A growing number of employers are incorporating Social Security Number background checks into their pre-employment screening processes. The SSN background check has value for numerous reasons, though those reasons are not necessarily what most people think. In most cases, criminal records are not linked to SSNs, which means that an SSN background check does not actually pull up a person’s past convictions. What is linked to a person’s SSN is their name history and their address history.
These histories are important because most criminal background checks depend largely on two pieces of information that can change throughout someone’s life: a person’s legal name and where that person lives. Names matter because criminal records are usually filed by legal name. As a result, job seekers can attempt to hide their criminal records from employers by changing their names or using aliases.
Addresses matter because deciding where to run a background check—in which county, state, or federal jurisdiction—will influence the details that background check returns. Most criminal charges are filed at a county level, and most crimes are committed near where a person lives. As a result, knowing where a candidate has lived previously is crucial to selecting and conducting the background checks that are most likely to uncover past criminal history.
Employers use SSN background checks—also referred to as “address history background checks”—to unearth information that may be critical to the rest of the background check process. SSN checks reveal any names that are associated with a Social Security Number, including maiden names, name changes, and known aliases. An employer can then run criminal checks under each name to be as thorough as possible.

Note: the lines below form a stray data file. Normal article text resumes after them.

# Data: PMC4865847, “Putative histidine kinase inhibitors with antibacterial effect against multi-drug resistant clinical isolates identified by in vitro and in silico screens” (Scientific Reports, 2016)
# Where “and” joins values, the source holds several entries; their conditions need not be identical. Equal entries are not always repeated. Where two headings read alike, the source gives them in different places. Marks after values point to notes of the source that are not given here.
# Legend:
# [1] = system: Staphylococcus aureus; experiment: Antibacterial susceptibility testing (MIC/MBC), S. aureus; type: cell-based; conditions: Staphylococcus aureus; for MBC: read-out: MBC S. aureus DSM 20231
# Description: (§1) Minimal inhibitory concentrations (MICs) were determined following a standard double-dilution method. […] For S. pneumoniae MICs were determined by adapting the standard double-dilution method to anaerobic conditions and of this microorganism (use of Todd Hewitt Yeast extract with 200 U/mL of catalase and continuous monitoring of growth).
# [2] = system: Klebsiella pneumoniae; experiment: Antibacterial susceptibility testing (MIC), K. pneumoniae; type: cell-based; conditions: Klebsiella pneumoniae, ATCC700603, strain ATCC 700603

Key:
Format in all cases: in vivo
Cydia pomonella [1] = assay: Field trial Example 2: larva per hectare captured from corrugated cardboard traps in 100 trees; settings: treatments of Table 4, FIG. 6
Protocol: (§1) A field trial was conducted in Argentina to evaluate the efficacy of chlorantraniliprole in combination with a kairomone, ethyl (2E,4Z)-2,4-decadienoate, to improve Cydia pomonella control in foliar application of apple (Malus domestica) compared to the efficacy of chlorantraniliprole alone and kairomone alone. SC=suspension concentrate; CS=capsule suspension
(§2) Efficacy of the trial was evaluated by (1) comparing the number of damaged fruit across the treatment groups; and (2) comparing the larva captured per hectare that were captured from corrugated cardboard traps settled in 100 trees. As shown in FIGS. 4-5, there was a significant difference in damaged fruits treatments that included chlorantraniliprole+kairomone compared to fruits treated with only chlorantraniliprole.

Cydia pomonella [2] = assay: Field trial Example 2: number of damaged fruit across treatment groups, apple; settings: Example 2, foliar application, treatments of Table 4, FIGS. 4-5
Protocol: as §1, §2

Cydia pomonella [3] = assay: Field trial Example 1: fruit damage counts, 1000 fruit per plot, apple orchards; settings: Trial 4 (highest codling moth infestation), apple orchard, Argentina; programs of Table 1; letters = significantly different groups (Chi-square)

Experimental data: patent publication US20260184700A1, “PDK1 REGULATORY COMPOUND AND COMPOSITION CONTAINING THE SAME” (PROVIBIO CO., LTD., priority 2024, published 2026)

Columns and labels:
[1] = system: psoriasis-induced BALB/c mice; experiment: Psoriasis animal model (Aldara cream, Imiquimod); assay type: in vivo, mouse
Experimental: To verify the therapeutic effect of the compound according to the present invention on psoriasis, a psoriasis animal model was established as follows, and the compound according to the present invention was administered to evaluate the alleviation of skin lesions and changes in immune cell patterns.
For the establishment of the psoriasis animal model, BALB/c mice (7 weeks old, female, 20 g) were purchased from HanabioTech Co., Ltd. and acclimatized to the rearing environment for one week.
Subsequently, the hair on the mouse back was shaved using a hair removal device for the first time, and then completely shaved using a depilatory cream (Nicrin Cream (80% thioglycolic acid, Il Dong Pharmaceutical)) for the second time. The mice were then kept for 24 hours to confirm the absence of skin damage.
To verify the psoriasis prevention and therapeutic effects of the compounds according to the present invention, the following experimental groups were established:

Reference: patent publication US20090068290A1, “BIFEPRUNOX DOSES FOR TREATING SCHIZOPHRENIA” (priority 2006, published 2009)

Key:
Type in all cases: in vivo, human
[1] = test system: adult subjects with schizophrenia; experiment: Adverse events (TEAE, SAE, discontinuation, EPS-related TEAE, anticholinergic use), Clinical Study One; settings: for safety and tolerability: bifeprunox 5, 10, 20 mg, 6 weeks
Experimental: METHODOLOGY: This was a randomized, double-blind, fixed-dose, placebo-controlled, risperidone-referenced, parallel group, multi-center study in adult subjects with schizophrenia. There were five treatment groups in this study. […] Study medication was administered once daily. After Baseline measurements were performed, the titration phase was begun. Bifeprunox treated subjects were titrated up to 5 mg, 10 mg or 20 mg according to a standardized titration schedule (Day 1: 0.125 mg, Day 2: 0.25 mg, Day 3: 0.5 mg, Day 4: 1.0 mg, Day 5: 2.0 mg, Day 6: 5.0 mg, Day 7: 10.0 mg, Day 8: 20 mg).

Similarly, running an address history check can tell an employer where a job candidate has lived over the past few years. In some cases, all those addresses might be clustered around the same county or even within the same city or town. In other cases, they might span multiple counties, cities, or states. In either case, knowing where a candidate lives and has lived gives an employer the information that they need to order the proper criminal history searches.
Ultimately, the value of an SSN background check or address history background check is its power to ensure a more thorough vetting of criminal history. While some people believe that there is a gigantic database that contains every criminal record ever filed, the truth is that criminal records are scattered across different courthouses and jurisdictions. Checking addresses and names is the most effective method employers have for covering all their bases with criminal history searches.
About Michael Klazema The author
Michael Klazema is the lead author and editor for Dallas-based backgroundchecks.com with a focus on human resource and employment screening developments